Stuart Gilbert’s translation of The Plague feels entirely fluid.  The hopelessness which comes of living under such conditions, particularly for an extended period of time, has been both well wrought and evoked: ‘But actually it would have been truer to say that by this time, mid-August, the plague had swallowed up everything and everyone.  No longer were there individual destinies, only a collective destiny, made of plague and the emotions shared of all.’  Every element of plague hitting such a populated area seems to have been well thought out; there is consequently a sort of realism to the novel, which makes it feel downright unsettling in places.  I was reminded rather of John Wyndham’s work whilst reading the highly thought-provoking The Plague.

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Reading the World: ‘The Stranger’ by Albert Camus ****

Albert Camus’ debut novel, The Stranger, was first published in its original French in 1942, and in its first English translation in 1946.  Its blurb highlights the fact that it has had ‘a profound impact on millions of American readers’; one can only imagine that the same could also be said for readers of other nationalities.

In The Stranger, Camus presents the story of ‘an ordinary man who unwittingly gets drawn into a senseless murder on a sundrenched Algerian beach’.  The author’s intention was to explore what he termed ‘the nakedness of man faced with the absurd’.  The translator, Matthew Ward, notes in his introduction that ‘The Stranger demanded of Camus the creation of a style at once literary and profoundly popular, an artistic sleight of hand that would make the complexities of a man’s life appear simple’. 9780679720201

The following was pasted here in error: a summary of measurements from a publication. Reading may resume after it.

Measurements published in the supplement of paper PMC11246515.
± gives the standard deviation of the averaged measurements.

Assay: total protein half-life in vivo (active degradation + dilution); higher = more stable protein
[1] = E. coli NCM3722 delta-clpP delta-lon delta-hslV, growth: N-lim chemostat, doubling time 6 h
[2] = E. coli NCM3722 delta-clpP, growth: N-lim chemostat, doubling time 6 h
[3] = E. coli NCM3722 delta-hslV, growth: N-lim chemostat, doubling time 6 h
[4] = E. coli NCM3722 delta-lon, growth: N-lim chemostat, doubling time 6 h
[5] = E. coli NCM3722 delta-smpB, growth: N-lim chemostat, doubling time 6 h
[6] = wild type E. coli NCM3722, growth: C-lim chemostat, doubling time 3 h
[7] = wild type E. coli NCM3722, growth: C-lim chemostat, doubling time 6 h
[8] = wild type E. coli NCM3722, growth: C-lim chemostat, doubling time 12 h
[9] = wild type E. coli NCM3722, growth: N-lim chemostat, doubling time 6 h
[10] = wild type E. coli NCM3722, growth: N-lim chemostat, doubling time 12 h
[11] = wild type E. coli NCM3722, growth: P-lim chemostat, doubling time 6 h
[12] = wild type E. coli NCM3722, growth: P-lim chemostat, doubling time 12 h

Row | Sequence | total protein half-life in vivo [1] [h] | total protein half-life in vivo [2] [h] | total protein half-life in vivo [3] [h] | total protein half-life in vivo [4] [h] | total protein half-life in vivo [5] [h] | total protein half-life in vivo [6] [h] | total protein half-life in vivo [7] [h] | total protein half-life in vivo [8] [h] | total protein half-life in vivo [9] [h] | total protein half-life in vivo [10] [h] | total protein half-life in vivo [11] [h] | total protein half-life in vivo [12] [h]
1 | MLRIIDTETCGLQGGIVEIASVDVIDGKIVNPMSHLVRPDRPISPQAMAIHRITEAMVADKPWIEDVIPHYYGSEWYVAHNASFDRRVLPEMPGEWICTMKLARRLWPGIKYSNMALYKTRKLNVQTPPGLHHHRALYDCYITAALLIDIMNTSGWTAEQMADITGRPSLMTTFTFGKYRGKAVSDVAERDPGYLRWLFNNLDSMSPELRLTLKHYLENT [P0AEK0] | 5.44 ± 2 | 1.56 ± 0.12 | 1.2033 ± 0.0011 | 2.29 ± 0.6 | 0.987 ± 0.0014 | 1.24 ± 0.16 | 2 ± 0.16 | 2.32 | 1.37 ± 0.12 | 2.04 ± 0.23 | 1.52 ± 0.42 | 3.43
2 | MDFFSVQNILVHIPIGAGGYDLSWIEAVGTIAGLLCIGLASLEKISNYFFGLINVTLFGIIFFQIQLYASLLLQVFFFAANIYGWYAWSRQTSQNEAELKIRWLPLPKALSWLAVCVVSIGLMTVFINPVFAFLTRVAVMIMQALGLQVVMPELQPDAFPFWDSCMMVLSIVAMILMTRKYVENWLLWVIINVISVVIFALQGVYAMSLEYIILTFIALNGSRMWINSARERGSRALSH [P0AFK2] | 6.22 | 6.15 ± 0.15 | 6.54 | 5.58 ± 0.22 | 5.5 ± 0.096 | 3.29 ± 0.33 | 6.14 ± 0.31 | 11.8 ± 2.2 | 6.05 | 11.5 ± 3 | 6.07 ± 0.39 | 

The Stranger opens in the following, rather detached, manner: ‘Maman died today.  Or yesterday maybe, I don’t know.  I got a telegram from home.  “Mother deceased.  Funeral tomorrow.  Faithfully yours.”  That doesn’t mean anything.  Maybe it was yesterday.’  The voice of the protagonist, Meursault, is used throughout.  He is an interesting character, both in terms of his traits and his view of the world.  He immediately travels to another place in Algeria, the country in which he lives, to keep vigil over his mother’s body until her funeral.  During this sensitive time, he converses with the caretaker: ‘… he told me he had lived in Paris and that he had found it hard to forget it.  In Paris they kept vigil over the body for three, sometimes four days.  But here you barely have time to get used to the idea before you have to start running after the hearse.’